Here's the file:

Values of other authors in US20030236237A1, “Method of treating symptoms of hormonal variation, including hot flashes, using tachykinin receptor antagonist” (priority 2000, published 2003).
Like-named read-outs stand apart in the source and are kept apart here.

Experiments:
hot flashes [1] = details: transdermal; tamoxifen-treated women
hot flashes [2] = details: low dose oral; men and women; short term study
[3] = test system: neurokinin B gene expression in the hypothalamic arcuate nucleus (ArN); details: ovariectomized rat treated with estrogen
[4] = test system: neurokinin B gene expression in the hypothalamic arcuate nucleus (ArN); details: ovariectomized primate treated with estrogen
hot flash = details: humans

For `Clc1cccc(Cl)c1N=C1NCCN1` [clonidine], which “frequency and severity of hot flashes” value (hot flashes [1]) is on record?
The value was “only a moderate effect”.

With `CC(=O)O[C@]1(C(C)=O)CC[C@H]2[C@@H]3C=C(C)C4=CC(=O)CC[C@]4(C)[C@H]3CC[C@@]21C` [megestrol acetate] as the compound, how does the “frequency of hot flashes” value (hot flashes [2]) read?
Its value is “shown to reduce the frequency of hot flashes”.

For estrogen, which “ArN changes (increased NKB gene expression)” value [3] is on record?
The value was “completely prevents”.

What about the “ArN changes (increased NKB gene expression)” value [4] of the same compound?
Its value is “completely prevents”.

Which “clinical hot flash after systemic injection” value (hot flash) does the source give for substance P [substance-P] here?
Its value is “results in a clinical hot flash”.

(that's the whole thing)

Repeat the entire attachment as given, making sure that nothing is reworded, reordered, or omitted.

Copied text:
Values of other authors in US20030236237A1, “Method of treating symptoms of hormonal variation, including hot flashes, using tachykinin receptor antagonist” (priority 2000, published 2003).
Like-named read-outs stand apart in the source and are kept apart here.

Experiments:
hot flashes [1] = details: transdermal; tamoxifen-treated women
hot flashes [2] = details: low dose oral; men and women; short term study
[3] = test system: neurokinin B gene expression in the hypothalamic arcuate nucleus (ArN); details: ovariectomized rat treated with estrogen
[4] = test system: neurokinin B gene expression in the hypothalamic arcuate nucleus (ArN); details: ovariectomized primate treated with estrogen
hot flash = details: humans

For `Clc1cccc(Cl)c1N=C1NCCN1` [clonidine], which “frequency and severity of hot flashes” value (hot flashes [1]) is on record?
The value was “only a moderate effect”.

With `CC(=O)O[C@]1(C(C)=O)CC[C@H]2[C@@H]3C=C(C)C4=CC(=O)CC[C@]4(C)[C@H]3CC[C@@]21C` [megestrol acetate] as the compound, how does the “frequency of hot flashes” value (hot flashes [2]) read?
Its value is “shown to reduce the frequency of hot flashes”.

For estrogen, which “ArN changes (increased NKB gene expression)” value [3] is on record?
The value was “completely prevents”.

What about the “ArN changes (increased NKB gene expression)” value [4] of the same compound?
Its value is “completely prevents”.

Which “clinical hot flash after systemic injection” value (hot flash) does the source give for substance P [substance-P] here?
Its value is “results in a clinical hot flash”.